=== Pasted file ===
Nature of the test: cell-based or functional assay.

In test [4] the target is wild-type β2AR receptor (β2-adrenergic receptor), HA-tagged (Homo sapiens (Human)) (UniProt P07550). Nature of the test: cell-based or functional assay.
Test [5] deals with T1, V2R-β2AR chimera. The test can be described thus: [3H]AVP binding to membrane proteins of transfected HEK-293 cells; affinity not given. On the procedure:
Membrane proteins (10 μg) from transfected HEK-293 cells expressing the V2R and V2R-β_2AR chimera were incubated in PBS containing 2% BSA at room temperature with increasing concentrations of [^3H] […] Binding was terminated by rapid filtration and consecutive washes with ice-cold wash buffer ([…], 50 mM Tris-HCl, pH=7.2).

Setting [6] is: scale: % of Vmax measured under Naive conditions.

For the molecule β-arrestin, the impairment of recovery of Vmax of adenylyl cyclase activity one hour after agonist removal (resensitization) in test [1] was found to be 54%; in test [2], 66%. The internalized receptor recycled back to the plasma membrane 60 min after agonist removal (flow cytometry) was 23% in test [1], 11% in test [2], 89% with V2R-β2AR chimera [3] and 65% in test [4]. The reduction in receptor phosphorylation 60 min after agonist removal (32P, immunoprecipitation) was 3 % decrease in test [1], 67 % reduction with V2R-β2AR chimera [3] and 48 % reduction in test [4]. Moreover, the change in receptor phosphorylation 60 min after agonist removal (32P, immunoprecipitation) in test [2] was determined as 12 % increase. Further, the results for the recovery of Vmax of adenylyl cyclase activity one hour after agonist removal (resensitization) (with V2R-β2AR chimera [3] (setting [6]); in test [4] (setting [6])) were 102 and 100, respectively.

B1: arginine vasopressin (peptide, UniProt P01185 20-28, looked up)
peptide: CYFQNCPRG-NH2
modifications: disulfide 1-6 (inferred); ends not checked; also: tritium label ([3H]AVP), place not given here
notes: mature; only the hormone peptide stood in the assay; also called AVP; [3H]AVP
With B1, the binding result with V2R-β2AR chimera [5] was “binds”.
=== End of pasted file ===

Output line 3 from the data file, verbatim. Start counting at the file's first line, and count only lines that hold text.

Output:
Test [5] deals with T1, V2R-β2AR chimera. The test can be described thus: [3H]AVP binding to membrane proteins of transfected HEK-293 cells; affinity not given. On the procedure: